Theodore Roosevelt loved the Navy, especially the fleet of battleships he sponsored during his time as Assistant Secretary of the Navy and President of the United States. For him, the battleships were the "Big Stick" that made his "Speak Softly" foreign policy so effective. During his administration he had turned to the Navy time after time, first to face down the German and British fleets threatening Venezuela's independence in the winter of 1902-03, then to guarantee Panama's independence movement, and later to effect the return of a kidnapped American citizen in Morocco.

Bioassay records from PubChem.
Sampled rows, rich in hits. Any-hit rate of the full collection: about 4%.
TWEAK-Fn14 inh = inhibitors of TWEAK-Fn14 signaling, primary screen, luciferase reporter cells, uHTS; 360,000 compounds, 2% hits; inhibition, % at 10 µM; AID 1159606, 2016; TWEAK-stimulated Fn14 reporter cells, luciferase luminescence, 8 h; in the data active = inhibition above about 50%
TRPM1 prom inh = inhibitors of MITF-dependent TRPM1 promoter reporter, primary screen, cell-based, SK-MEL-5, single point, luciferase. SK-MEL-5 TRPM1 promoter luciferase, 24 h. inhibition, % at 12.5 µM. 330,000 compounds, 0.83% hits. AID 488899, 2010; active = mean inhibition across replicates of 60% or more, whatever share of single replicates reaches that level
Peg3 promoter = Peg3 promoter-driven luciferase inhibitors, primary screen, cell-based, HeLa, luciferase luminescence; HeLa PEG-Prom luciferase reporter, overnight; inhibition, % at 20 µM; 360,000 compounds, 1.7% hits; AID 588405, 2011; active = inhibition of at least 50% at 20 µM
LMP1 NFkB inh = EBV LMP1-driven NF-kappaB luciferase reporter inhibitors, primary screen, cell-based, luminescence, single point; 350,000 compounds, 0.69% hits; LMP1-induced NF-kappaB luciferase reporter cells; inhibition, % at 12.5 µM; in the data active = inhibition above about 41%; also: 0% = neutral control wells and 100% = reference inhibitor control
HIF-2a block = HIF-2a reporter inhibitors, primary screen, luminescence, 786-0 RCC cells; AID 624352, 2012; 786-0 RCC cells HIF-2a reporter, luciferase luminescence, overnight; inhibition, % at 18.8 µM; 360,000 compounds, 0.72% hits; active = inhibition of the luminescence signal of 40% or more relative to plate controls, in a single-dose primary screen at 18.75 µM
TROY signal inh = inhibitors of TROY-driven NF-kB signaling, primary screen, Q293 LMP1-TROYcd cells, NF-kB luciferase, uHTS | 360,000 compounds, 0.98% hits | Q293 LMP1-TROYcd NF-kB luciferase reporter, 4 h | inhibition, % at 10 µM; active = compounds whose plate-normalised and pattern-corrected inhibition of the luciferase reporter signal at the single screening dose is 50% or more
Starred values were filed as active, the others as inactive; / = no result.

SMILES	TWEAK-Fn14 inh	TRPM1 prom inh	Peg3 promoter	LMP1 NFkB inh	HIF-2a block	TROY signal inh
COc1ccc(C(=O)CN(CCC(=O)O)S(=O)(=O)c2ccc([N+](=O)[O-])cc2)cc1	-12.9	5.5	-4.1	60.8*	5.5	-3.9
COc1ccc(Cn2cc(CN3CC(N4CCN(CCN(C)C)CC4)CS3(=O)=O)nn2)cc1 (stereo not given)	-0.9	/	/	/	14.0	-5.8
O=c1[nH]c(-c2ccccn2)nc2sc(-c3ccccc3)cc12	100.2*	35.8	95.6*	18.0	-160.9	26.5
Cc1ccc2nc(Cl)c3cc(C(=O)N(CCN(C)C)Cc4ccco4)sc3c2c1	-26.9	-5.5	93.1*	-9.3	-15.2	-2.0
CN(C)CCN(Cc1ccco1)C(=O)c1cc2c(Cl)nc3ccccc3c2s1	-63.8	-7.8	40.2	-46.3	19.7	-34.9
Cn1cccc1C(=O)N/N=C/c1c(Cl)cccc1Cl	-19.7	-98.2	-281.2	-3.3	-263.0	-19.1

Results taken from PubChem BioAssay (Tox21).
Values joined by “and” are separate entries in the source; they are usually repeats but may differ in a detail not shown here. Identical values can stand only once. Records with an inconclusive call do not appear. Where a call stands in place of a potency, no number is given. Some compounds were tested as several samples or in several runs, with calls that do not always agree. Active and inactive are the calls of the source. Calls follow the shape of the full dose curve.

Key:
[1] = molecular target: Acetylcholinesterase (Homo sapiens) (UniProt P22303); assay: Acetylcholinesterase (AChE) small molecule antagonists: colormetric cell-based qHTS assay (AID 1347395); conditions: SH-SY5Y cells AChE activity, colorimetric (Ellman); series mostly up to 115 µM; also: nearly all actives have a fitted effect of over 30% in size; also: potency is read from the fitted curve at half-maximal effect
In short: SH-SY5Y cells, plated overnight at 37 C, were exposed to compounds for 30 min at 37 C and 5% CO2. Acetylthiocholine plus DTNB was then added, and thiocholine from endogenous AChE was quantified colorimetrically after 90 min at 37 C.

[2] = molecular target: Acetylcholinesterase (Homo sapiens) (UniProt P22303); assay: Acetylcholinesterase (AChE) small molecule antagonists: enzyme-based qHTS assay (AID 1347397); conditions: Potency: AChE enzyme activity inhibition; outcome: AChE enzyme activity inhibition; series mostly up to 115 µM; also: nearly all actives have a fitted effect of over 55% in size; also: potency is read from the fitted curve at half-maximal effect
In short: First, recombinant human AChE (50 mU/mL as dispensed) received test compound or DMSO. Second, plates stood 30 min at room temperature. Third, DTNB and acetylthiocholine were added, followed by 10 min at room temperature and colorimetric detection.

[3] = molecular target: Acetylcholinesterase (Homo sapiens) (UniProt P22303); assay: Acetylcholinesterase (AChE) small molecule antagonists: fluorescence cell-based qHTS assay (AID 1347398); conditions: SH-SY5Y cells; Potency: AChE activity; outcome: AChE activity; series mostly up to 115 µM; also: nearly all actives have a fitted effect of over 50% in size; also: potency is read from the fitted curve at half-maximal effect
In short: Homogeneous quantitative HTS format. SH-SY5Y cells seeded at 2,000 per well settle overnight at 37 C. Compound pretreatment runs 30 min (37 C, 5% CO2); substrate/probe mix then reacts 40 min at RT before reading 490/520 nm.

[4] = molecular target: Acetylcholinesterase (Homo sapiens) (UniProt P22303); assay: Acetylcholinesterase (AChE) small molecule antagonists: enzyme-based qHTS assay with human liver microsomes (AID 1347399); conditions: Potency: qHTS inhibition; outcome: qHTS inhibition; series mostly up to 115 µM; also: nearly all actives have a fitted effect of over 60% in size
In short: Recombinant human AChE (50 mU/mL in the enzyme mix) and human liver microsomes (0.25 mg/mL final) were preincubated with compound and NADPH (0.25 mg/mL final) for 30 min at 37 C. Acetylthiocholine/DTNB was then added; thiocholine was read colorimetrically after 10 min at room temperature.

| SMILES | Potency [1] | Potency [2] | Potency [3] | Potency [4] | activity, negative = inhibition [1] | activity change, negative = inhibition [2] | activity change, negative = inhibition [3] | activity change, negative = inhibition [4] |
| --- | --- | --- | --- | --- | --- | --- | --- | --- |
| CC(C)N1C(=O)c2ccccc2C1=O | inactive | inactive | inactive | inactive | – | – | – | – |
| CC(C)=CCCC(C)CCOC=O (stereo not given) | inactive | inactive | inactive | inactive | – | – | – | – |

The Fleet had become a comforting talisman for Roosevelt when tensions in the international arena began to rise. So as the rhetoric between the United States and Japan turned ugly over California's exclusion of Japanese immigrants from public schools and other social services, TR decided to dispatch the Atlantic Fleet, with its 16 battleships, on a 'round the world cruise.